Evolution and lessons from an integrated service delivery network in North West Syria
Shroff, Zubin Cyrus
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Witter, S., Diaconu, K., Bou-Orm, I., Jamal, Z., Shroff, Z.C., Mahmoud, A., Daher, M. and Varma, V. (2023) ‘Evolution and lessons from an integrated service delivery network in North West Syria’, Conflict and Health, 17(1), p. 12. Available at: https://doi.org/10.1186/s13031-023-00510-3.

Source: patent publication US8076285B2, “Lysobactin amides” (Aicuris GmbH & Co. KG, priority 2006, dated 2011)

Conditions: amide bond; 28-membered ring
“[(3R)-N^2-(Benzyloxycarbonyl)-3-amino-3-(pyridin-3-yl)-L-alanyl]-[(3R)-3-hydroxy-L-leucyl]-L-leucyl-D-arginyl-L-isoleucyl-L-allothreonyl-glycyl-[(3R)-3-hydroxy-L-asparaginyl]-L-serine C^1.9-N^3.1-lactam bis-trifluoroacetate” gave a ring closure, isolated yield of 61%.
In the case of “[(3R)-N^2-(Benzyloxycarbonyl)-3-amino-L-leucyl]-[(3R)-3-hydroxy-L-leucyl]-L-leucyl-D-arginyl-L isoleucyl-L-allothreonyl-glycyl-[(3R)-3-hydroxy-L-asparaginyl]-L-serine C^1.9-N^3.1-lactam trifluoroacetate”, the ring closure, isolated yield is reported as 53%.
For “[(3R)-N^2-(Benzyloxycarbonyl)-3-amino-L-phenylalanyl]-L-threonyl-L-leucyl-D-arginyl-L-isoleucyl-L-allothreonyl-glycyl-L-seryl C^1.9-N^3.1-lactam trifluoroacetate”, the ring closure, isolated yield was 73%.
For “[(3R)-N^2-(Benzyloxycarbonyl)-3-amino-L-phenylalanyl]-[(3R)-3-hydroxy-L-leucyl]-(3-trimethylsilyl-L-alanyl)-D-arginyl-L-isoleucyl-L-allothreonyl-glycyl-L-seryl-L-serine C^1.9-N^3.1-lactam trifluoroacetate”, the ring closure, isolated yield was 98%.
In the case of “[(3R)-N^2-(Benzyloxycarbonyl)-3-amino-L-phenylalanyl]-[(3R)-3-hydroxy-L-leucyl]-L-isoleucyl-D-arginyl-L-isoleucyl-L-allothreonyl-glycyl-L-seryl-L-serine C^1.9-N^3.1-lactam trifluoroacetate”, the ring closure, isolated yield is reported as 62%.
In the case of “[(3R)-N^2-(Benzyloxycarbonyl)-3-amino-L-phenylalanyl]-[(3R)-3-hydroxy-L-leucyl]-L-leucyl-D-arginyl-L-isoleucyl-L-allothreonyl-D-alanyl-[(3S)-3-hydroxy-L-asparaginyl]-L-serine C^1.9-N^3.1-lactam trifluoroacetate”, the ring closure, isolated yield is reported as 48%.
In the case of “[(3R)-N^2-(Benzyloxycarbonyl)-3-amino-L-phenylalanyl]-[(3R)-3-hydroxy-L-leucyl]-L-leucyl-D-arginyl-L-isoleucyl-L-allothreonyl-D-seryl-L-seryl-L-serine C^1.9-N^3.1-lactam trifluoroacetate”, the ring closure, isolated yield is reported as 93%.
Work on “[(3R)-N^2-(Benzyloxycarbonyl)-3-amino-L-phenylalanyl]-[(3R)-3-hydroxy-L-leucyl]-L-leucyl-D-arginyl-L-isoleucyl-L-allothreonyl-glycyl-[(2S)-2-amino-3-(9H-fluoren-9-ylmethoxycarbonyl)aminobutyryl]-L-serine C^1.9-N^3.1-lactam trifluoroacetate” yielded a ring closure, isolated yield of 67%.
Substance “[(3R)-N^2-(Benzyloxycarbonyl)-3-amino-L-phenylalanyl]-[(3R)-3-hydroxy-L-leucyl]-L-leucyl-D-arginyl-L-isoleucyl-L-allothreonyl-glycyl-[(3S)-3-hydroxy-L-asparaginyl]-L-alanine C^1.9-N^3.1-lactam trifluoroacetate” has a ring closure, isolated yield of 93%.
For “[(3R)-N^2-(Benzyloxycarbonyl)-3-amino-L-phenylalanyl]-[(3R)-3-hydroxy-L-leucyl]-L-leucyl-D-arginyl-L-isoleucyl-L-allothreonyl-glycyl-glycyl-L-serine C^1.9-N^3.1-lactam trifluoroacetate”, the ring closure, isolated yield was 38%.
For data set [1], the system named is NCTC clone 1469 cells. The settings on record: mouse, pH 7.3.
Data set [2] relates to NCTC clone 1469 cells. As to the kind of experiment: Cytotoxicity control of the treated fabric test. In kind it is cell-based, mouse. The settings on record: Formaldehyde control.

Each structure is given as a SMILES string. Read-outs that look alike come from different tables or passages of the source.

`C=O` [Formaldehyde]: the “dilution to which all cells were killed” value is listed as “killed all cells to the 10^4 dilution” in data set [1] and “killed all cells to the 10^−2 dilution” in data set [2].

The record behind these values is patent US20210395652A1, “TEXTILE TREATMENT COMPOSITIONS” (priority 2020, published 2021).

Background: Northwest Syria (NWS) is a complex and extremely fragile operating environment, with more than 2.8 million people needing humanitarian assistance. To support a common standard of care delivery and enable coordination among the multiple providers in NWS, WHO developed an Essential Health Services package (EHSP) in 2016-17 and subsequently supported a facility network model to deliver the EHSP. This article provides an evaluation of the network to date, aiming to inform further development of the network and draw wider lessons for application of similar approaches in complex emergency settings. Methods: This mixed method study included document review, participatory, qualitative and quantitative data, gathered in the first half of 2021. Participatory data came from two group model building workshops with 21 funders and implementers. Semi-structured interviews with 81 funders, health professionals and community members were also conducted. Analyses of the workshops and interviews was inductive, however a deductive approach was used for synthesising insights across this and the document review. The final component was a survey of health providers (59 health care professionals) and service users (233 pregnant women and 214 persons living with NCDs) across network and other comparable facilities, analysed using routine descriptive and inferential statistics. Findings across all methods were triangulated. Results: The study finds that the network and its accompanying essential service package were relevant to the dynamic and challenging context, with high but shifting population needs and multiple uncoordinated providers. Judged in relation to its original goals of comprehensive, coordinated services, equitable access and efficient service delivery, the data indicate that gains have been made in all three areas through the network, although attribution is challenging, given the complex environment. The context remains challenging, with shifting boundaries and populations displaced by conflict, difficulties in retaining staff, the need to import medicines and supplies across borders, and governance gaps. Conclusion: This study adds to a very limited literature on coordinated network approaches used to raise care quality and improve referrals and efficiency in a complex emergency setting. Although areas of ongoing challenge, including for sustainability, are noted, the network demonstrated some resilience strategies and can provide lessons for other similar contexts.